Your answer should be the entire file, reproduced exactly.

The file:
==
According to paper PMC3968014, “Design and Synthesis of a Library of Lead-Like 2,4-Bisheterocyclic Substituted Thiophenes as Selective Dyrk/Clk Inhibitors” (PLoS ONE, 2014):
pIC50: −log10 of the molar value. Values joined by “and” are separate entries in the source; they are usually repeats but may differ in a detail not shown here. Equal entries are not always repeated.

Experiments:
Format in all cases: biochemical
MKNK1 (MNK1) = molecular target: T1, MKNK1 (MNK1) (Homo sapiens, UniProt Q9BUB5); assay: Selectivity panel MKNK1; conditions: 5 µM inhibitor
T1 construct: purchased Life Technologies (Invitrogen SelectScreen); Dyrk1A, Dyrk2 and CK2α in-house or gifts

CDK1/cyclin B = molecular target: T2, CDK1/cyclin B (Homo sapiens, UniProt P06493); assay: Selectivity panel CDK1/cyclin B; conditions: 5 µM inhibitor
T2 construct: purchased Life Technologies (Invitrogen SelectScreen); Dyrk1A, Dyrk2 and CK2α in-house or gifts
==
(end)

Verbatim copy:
According to paper PMC3968014, “Design and Synthesis of a Library of Lead-Like 2,4-Bisheterocyclic Substituted Thiophenes as Selective Dyrk/Clk Inhibitors” (PLoS ONE, 2014):
pIC50: −log10 of the molar value. Values joined by “and” are separate entries in the source; they are usually repeats but may differ in a detail not shown here. Equal entries are not always repeated.

Experiments:
Format in all cases: biochemical
MKNK1 (MNK1) = molecular target: T1, MKNK1 (MNK1) (Homo sapiens, UniProt Q9BUB5); assay: Selectivity panel MKNK1; conditions: 5 µM inhibitor
T1 construct: purchased Life Technologies (Invitrogen SelectScreen); Dyrk1A, Dyrk2 and CK2α in-house or gifts

CDK1/cyclin B = molecular target: T2, CDK1/cyclin B (Homo sapiens, UniProt P06493); assay: Selectivity panel CDK1/cyclin B; conditions: 5 µM inhibitor
T2 construct: purchased Life Technologies (Invitrogen SelectScreen); Dyrk1A, Dyrk2 and CK2α in-house or gifts